Vitamin D recommendations for people living with MS

The Multiple Sclerosis Society of Canada released evidence-based recommendations for vitamin D supplementation and maintenance of vitamin D serum levels to help people affected by multiple sclerosis. Research has shown a strong link between vitamin D deficiency and an increased risk of developing MS. The recommendations provide information for at-risk populations as well as people diagnosed with MS. The document also highlights comorbid conditions and information on toxicity associated with vitamin D supplementation. The recommendations are endorsed by The Canadian Network of Multiple Sclerosis Clinics and The Consortium of Multiple Sclerosis Centers.

Canadians are particularly vulnerable to vitamin D deficiency due to our geographical location. Canada has one of the highest rates of multiple sclerosis in the world with 11 Canadians diagnosed with the disease every day. People with biological family members who have MS are at higher risk of developing the disease. 

In addition to decreasing the risk of developing MS, vitamin D may beneficially modify the course of MS. Other lifestyle factors that could modify a person’s risk of developing MS include past exposure to Epstein-Barr virus, smoking and secondhand tobacco exposure, and obesity. Generally, adults with MS and those at risk for MS should consume between 600 and 4000 IU of vitamin D daily to ensure sufficient intake to achieve the target serum level status.

The MS Society of Canada is investigating vitamin D protocols in each province to determine next steps in their advocacy efforts for Canadians with MS. Visit to read more about vitamin D and the MS Society’s recommendations.

. Vitamin D recommendations for people living with MS. BCMJ, Vol. 61, No. 1, January, February, 2019, Page(s) 44 - News.

Above is the information needed to cite this article in your paper or presentation. The International Committee of Medical Journal Editors (ICMJE) recommends the following citation style, which is the now nearly universally accepted citation style for scientific papers:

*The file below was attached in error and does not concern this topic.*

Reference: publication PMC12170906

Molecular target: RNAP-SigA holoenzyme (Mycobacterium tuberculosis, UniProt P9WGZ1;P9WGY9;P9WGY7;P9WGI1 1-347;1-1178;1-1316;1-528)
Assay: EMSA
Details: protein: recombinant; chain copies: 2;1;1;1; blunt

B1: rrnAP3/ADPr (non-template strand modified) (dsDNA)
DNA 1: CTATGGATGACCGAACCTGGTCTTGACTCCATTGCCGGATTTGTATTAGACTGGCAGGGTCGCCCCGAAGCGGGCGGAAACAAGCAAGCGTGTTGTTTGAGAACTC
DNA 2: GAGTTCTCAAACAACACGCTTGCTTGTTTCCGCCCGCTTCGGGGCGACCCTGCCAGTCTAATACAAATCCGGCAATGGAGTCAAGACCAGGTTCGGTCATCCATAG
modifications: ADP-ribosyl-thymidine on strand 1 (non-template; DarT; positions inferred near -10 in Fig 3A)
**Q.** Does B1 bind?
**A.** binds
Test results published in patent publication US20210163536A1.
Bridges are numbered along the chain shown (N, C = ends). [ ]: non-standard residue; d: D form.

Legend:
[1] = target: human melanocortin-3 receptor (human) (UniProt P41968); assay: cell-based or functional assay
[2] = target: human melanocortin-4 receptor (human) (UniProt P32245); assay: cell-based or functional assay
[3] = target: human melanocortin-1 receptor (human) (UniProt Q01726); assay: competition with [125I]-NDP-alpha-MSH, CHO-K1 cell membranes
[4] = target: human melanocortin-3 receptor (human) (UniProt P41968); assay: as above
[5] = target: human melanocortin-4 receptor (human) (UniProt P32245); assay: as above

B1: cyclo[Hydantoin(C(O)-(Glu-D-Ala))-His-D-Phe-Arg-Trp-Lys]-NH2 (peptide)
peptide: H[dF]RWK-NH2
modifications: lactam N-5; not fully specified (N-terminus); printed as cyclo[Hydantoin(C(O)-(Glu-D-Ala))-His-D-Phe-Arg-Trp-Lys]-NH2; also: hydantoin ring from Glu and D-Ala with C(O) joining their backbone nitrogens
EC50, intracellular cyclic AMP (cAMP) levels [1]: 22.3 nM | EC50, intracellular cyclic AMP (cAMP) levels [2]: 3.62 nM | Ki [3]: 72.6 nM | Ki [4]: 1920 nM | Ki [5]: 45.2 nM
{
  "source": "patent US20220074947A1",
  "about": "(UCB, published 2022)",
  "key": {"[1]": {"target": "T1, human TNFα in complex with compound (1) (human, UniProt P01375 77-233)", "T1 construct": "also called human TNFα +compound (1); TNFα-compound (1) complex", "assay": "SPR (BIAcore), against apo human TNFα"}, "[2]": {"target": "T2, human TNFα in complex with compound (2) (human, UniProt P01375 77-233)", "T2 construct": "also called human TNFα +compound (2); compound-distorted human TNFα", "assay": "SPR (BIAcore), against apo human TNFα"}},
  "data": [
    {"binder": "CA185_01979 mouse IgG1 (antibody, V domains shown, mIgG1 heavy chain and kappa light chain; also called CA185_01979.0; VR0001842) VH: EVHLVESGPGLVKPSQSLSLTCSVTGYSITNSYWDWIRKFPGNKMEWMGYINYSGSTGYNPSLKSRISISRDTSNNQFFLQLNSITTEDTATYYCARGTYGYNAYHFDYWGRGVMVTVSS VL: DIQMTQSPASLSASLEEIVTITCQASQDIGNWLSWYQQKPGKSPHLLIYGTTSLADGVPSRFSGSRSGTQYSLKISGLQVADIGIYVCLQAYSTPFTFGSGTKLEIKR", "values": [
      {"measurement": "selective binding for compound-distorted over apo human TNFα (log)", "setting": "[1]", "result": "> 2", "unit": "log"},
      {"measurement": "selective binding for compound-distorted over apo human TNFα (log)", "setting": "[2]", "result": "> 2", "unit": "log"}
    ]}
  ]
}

Halpern SD, Ubel PA, Caplan AL, Marion DW, Palmer AM, Schiding JK, et al. Solid-organ transplantation in HIV-infected patients. N Engl J Med. 2002;347:284-7.

About the ICMJE and citation styles

The ICMJE is small group of editors of general medical journals who first met informally in Vancouver, British Columbia, in 1978 to establish guidelines for the format of manuscripts submitted to their journals. The group became known as the Vancouver Group. Its requirements for manuscripts, including formats for bibliographic references developed by the U.S. National Library of Medicine (NLM), were first published in 1979. The Vancouver Group expanded and evolved into the International Committee of Medical Journal Editors (ICMJE), which meets annually. The ICMJE created the Recommendations for the Conduct, Reporting, Editing, and Publication of Scholarly Work in Medical Journals to help authors and editors create and distribute accurate, clear, easily accessible reports of biomedical studies.

An alternate version of ICMJE style is to additionally list the month an issue number, but since most journals use continuous pagination, the shorter form provides sufficient information to locate the reference. The NLM now lists all authors.

BCMJ standard citation style is a slight modification of the ICMJE/NLM style, as follows:

  • Only the first three authors are listed, followed by "et al."
  • There is no period after the journal name.
  • Page numbers are not abbreviated.

For more information on the ICMJE Recommendations for the Conduct, Reporting, Editing, and Publication of Scholarly Work in Medical Journals, visit

BCMJ Guidelines for Authors

Leave a Reply